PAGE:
This works backwards, here. Oryx uses the terminology "lie," to indicate a "cheating" of nature. Incidentally, Oryx actually commits his "sin," while waging war against The Harmony. Oryx sins, by turning his throne-world "inside-out," making it coterminous with reality.

So, what is Nezarec's sin? Surviving past The End.

Nokris, Beyond the Dark


When all goes black, and the world is consumed by Darkness, Nezarec will survive to see The Light reborn. It's unnatural.

This specific terminology is, so far as we know, unique to The Hive. Even if it isn't, it's terminology that The Hive use, and no other species we've encountered does. So, in serving the theory, it bolsters plausibility that, like Nokris, Nezarec is of Hive origin.

All things considered, Oryx "sinned," by finding a way to become immortal. Nezarec, too, sinned by finding a way to become immortal.

Oryx used The Darkness as the means to elevate himself, by stealing powers from the worm gods. Oryx, while inspired and empowered by The Deep/The Darkness, viewed it as nothing more than a tool. Despite freeing the worm gods and accepting their power, he betrayed them, killed the worm god Akka, and stole the Tablets of Ruin, giving him the power to Take, and commune directly with The Deep.

Nezarec seems to share this view. He embraces the coming of The Darkness, but isn't actively invested in its future.

Now that I've established that Nokris can fill the role of Nezarec, let's head into speculation. What would need to be true of Nokris or Nezarec for them to be the same? The reason the theory phase is necessary is so the speculation phase can be reduced to what is necessary, rather than what is interesting.

Here's my personal speculation:


Nokris is the son of Oryx. He is unnamed in the World's Grave because he rejected the power of The Worms, possibly even removing his own worm from his body. Thus, he was rejected from Oryx's lineage--cut off from the regal line.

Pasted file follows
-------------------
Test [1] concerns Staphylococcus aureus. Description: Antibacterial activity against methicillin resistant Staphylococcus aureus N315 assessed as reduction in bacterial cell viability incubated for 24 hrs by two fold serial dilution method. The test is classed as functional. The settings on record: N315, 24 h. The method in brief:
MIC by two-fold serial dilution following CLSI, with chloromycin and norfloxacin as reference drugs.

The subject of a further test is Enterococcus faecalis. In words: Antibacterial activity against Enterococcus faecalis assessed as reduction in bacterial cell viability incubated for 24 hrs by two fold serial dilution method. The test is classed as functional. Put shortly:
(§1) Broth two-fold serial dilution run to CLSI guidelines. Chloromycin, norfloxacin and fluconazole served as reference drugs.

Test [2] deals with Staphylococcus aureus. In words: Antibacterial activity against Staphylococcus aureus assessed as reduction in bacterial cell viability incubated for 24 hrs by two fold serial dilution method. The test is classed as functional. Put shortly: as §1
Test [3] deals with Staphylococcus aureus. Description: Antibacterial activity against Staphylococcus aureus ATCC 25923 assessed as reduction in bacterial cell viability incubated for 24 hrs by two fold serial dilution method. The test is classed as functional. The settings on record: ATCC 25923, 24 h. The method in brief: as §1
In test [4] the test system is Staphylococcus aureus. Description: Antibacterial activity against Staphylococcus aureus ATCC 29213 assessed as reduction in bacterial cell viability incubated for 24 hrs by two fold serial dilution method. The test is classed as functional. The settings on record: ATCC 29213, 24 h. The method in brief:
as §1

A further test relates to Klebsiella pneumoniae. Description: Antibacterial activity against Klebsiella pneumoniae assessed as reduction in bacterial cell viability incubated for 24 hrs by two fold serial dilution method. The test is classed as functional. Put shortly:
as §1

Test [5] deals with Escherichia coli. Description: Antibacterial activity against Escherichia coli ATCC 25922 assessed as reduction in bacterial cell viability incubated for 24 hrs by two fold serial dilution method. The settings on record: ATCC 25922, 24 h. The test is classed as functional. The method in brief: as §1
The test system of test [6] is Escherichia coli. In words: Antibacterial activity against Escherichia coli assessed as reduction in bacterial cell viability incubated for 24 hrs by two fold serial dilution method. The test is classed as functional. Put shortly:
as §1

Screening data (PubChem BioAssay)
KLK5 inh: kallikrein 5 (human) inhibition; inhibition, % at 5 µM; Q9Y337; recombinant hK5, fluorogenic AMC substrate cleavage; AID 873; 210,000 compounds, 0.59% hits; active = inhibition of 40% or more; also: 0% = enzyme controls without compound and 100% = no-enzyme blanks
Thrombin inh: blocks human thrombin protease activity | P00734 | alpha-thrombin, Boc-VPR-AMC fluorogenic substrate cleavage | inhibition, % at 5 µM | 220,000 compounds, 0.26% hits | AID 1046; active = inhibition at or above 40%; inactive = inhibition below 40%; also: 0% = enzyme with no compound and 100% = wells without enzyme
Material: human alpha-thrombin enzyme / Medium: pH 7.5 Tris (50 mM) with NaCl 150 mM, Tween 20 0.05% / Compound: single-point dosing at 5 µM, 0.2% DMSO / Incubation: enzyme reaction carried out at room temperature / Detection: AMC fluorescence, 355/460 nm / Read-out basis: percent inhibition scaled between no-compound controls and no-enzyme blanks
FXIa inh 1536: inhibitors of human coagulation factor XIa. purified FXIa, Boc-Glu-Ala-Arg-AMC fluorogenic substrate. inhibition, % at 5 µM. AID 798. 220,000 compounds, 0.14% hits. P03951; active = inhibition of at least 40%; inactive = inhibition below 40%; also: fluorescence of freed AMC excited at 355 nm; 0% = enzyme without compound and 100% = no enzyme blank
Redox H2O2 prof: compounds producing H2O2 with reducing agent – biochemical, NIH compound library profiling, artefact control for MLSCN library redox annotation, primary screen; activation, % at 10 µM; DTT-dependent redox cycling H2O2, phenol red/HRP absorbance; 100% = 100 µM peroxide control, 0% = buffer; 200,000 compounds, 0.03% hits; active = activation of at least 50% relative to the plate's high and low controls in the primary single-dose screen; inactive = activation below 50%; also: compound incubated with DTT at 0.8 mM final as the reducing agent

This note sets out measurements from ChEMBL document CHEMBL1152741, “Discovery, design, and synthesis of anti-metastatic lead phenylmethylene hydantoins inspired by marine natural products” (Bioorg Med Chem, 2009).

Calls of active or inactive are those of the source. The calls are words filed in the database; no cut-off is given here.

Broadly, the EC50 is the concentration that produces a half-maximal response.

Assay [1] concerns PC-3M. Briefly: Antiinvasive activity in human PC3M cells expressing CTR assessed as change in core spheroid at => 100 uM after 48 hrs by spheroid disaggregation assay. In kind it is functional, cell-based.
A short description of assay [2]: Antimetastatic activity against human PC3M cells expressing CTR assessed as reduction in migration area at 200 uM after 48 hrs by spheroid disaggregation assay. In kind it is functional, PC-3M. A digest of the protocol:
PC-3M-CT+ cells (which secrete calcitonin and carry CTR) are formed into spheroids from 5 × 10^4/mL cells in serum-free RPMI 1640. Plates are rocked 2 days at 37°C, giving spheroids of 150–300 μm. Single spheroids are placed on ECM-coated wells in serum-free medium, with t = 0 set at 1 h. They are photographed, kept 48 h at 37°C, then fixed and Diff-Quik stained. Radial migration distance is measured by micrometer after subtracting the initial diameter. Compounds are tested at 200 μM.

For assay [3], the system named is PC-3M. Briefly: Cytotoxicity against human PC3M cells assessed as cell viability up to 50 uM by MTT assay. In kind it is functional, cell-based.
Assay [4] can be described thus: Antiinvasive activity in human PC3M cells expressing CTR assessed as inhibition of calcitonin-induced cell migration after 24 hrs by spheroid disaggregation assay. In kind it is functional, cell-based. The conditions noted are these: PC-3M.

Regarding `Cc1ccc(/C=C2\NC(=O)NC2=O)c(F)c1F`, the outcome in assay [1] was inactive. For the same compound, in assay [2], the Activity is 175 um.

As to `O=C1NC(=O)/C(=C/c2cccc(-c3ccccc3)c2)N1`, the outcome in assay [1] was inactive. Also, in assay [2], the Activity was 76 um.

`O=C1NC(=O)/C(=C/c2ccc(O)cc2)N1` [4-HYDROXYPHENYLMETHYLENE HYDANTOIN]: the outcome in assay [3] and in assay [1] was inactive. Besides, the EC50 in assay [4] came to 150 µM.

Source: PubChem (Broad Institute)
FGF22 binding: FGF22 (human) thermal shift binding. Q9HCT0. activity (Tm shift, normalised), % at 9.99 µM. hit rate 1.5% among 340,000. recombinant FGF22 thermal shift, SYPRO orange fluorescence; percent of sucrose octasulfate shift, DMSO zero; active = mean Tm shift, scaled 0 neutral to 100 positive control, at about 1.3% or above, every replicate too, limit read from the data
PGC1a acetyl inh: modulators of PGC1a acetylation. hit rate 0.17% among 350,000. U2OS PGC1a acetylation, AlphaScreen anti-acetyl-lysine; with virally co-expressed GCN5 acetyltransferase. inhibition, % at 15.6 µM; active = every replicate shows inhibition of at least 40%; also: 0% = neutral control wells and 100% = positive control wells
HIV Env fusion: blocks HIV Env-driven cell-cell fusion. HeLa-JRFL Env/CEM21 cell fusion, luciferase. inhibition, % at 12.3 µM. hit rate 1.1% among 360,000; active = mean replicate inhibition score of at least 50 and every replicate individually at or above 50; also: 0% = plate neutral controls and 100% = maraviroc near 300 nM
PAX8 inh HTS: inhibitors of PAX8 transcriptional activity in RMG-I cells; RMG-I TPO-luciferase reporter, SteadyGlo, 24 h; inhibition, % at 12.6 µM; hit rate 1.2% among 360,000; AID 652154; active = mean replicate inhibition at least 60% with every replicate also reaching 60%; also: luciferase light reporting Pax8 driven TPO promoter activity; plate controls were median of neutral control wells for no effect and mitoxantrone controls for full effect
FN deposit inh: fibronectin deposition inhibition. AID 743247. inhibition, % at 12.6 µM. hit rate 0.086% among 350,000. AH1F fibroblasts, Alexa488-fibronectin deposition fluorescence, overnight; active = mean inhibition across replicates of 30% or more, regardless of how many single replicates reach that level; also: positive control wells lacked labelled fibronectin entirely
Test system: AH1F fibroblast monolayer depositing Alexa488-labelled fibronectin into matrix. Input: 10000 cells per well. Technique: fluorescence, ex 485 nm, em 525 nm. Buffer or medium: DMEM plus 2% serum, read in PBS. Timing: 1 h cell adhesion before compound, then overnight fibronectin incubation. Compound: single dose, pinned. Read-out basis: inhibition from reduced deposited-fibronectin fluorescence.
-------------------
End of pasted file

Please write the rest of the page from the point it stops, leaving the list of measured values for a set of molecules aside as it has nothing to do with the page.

Since then, he's discovered new power, renamed himself Nezarec. All Hive take new names after being empowered by worms (Aurash to Oryx; Sathona to Savathun; Xi Ro to Xivu Arath) so it would follow that upon losing his, Nokris would take a new one.

Despite this betrayal, he still maintains the same goals as Oryx. His dying father was trapped in a cycle of feeding his worm, and despite his near limitless power, was losing. Nokris found a better solution.

Nokris found a way, not only to break free of The Darkness' grip on his body, but to break free of its grip on the universe. The physical universe is gripped between the forces of The Sky and The Deep and Nezarec has found some profound understanding of both.

By allowing the powers of The Deep to sate their hunger and wipe our universe clean, he can allow The Sky to rebuild a new, better world, of pure Light.

Like the helmet named his honor says, "He is that which is the end. That which covets sin. The final god of pain -the purest light, the darkest hour."

"And his sin—so wicked, so divine—is that he will never cower when dusk does fall, but stand vigilant as old stars die and new Light blinks its first upon this fêted eternity."

Odds of Nokris being Nezarec? 15% max. And that's an extremely liberal estimate. This assumes that all the cards are on the table. That's probably not the case. So checking the cards that are there? Worthwhile, for sure, but not conclusive.

A couple post-notes:

Earlier, I noted that Nokris could be Crota's mother. This is supported by the roots from his name being the Hebrew for "adulteress," which would explain why she would be stricken from Hive records. Despite Nezarec being a "he," Oryx used to be a "she," so I don't consider this challenging to the theory. The theory chugs along just fine if Nokris is Crota's mother.

The day after my article went live, MyNameisByf speculated that Nezarec is from The Void. I personally find this to be extremely likely, and tied to his ability to transcend The Dark/Light. I doubt my speculation is as in-depth as his, so I opted to leave it out of my speculation portion of the article, just because I'm sure he'll cover it later.

It's a worthwhile exercise, and if Nezarec is truly Nokris this whole time, I won't be surprised. But as to the ultimate point, "Nezarec may be Oryx's Son, Nokris?" I feel I've supported that claim more than adequately. It works logically and thematically. And I hope you, reader, are better off for having read it.

If you enjoyed the article, consider following Dstreet Mag on Facebook. I've got plenty of articles on the stove currently, and with the future of Destiny still warming up, I've got plenty of opinions on the lore and story.


You know Hawthorn's bird, Louis? Well, it's a symbol that's key to our understanding of The Light and reveal how Guardians are reborn through it. There's a monster of an article sitting in a OneNote document, waiting to be finished. I can't wait to show it to you. Be sure to read it first, only at Dstreet.

#Destiny2 #Lore #Nezarec